More than a century after its publication, Oscar Wilde's novella "The Picture of Dorian Gray" is recognized as one of the classics of English literature, a masterpiece of fin-de-siècle aestheticism and in many respects a harbinger of the modernist movement. Its current iconic status could not have been foreseen in 1890 when the story first appeared -- simultaneously in Britain and the United States -- in the pages of Lippincott's Magazine. This review from London's Daily Chronicle voiced the outrage of many:
Dulness and dirt are the chief features of Lippincott's this month: The element that is unclean, though undeniably amusing, is furnished by Mr. Oscar Wilde's story of "The Picture of Dorian Gray." It is a tale spawned from the leprous literature of the French decadents -- a poisonous book, the atmosphere of which is heavy with the mephitic odours of moral and spiritual putrefaction -- a gloating study of the mental and physical corruption of a fresh, fair and golden youth, which might be fascinating but for its effeminate frivolity, its studied insincerity, its theatrical cynicism, its tawdry mysticism, its flippant philosophizings.... Mr. Wilde says the book has "a moral." The "moral," so far as we can collect it, is that man's chief end is to develop his nature to the fullest by "always searching for new sensations," that when the soul gets sick the way to cure it is to deny the senses nothing.
"Unclean," "corruption," "leprous," "putrefaction," and "French decadents" were of course all coded terms for "homosexuality" -- a word that would not enter the English language until two years later, and a concept that could not be openly discussed in a respectable newspaper of the time, nor mentioned in polite company; when "Dorian Gray" was revised for publication in book form a good portion of the material deemed unclean and leprous had to be removed. In fact, there had already been substantial cuts made in the Lippincott's version by its editor, J.M. Stoddart, a process over which the author, in accordance with magazine protocol of the era, was given no control whatsoever. And Wilde and his subsequent editor would make further changes for the publication of "Dorian Gray" in book form a year later, in 1891.
Strangely, considering the cult status that "The Picture of Dorian Gray" would eventually attain, Wilde's original version has never been published until now, more than 120 years after the Lippincott edition. It has been made available by Harvard's Belknap Press in a richly annotated and illustrated volume edited by Nicholas Frankel. It is not often that a piece of serious scholarship is accorded such deluxe treatment, and in this case it is a cause for real celebration, for Frankel has provided a wealth of supplemental material and visual matter, as well as a "Textual Introduction" and a series of notes that explain references and cultural context, help the reader understand the editing processes, and point out the passages that were singled out for deletion, such as this speech that the portrait painter Basil Hallward addresses to Dorian:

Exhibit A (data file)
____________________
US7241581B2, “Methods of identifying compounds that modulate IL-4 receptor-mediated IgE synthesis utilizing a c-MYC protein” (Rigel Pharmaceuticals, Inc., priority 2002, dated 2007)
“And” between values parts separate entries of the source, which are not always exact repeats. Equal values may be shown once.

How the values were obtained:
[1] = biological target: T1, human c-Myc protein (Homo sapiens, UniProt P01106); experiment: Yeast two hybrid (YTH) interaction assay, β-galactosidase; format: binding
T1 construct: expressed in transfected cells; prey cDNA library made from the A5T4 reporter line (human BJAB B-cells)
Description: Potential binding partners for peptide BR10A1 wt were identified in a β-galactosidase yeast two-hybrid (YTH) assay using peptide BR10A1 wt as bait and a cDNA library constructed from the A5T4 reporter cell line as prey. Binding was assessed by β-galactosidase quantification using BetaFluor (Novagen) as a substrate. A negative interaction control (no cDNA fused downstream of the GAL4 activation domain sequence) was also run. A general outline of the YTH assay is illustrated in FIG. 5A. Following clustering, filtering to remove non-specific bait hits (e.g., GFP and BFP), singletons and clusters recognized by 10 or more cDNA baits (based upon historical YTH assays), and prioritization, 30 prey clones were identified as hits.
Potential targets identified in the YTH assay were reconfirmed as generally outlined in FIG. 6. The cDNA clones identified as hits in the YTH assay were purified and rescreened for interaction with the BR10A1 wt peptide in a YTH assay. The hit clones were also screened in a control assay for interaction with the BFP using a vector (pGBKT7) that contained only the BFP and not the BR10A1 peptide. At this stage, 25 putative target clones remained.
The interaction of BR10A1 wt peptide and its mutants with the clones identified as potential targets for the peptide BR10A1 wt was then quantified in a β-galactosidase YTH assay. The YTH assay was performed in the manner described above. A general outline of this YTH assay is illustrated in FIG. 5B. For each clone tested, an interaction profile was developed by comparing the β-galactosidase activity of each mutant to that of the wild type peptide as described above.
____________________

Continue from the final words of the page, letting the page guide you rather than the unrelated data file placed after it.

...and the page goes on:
"It is quite true I have worshipped you with far more romance of feeling than a man should ever give to a friend. Somehow I have never loved a woman.... From the moment I met you, your personality had the most extraordinary influence over me.... I adored you madly, extravagantly, absurdly. I was jealous of everyone to whom you spoke. I wanted to have you all to myself. I was only happy when I was with you."
(This was a little strong even for an era when "romantic friendships" between men were acceptable, and in fact even the hero's name, "Dorian" -- "Greek" -- was more than a bit suggestive.) Altogether, the revised 1891 manuscript that eventually appeared in book form encompassed a whole series of changes and omissions designed to alter and conventionalize the "moral," such as it is, by heightening the beautiful Dorian's monstrosity and thus rendering him a far less sympathetic character than he had appeared to be in the original typescript. Looking at the typescript, then, we find more comprehensible Wilde's oft-quoted statement on the book's autobiographical elements: "Basil Hallward is what I think I am: Lord Henry what the world thinks me: Dorian what I would like to be -- in other ages, perhaps."